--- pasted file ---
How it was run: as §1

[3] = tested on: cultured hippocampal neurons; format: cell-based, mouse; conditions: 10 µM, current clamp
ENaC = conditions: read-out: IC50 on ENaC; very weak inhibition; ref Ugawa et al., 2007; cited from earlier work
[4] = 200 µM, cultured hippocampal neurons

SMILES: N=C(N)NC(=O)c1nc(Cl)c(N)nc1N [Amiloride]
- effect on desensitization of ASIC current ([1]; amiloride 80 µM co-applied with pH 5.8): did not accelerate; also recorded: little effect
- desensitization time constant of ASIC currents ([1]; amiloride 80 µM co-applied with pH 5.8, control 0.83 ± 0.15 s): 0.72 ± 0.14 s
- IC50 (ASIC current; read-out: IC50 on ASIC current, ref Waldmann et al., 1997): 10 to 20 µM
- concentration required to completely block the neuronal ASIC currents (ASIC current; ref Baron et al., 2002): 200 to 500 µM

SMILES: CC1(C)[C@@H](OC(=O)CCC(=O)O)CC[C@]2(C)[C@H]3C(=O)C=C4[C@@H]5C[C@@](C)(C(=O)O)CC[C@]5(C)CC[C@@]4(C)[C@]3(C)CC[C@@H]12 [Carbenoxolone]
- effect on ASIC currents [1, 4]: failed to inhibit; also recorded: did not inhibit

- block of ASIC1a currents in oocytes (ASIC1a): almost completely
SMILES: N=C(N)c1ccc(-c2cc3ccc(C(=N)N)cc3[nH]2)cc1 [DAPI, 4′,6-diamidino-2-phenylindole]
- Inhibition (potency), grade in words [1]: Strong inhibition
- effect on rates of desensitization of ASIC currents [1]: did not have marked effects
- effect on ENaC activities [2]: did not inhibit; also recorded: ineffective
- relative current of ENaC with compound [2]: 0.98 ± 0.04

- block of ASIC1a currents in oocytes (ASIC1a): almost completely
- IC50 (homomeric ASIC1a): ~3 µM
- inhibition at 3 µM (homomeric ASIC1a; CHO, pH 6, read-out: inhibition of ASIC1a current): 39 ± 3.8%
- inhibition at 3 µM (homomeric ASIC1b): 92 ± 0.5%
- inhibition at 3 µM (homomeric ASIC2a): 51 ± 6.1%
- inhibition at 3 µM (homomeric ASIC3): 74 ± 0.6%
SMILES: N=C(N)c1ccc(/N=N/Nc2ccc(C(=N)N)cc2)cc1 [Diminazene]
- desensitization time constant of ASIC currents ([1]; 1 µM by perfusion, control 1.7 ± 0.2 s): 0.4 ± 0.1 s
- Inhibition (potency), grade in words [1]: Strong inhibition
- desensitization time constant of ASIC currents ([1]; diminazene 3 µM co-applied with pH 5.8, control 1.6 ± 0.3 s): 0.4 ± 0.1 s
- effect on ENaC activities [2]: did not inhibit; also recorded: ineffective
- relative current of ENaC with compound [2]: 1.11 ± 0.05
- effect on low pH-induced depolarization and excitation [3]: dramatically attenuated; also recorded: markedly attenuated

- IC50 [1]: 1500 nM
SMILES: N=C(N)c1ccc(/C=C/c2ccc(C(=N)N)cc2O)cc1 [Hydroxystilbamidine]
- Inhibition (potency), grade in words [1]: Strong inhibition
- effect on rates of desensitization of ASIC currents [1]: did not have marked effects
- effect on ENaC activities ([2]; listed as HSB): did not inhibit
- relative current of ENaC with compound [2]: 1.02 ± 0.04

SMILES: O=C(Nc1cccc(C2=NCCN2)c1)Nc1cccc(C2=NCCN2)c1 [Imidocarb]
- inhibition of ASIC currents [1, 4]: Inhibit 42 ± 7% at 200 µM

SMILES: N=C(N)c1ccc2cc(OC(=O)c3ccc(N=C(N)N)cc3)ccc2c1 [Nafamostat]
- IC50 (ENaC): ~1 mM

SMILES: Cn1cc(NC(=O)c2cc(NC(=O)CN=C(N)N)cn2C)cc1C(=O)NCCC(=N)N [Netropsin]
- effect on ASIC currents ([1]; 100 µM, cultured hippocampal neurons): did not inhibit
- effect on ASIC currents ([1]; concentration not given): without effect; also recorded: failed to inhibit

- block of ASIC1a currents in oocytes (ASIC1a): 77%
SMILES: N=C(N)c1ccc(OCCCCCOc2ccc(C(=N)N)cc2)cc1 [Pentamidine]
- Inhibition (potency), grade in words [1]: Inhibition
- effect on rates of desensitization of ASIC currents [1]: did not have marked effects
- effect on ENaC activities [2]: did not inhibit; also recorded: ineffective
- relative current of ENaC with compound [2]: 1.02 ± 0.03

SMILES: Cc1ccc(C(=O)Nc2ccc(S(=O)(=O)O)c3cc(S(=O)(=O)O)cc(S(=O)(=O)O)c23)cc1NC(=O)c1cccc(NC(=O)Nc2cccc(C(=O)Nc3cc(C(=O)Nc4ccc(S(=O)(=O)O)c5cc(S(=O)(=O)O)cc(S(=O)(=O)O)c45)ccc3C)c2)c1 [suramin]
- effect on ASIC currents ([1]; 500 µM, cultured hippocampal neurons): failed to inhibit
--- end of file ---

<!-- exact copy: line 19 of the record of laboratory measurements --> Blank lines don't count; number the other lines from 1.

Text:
- IC50 (homomeric ASIC1a): ~3 µM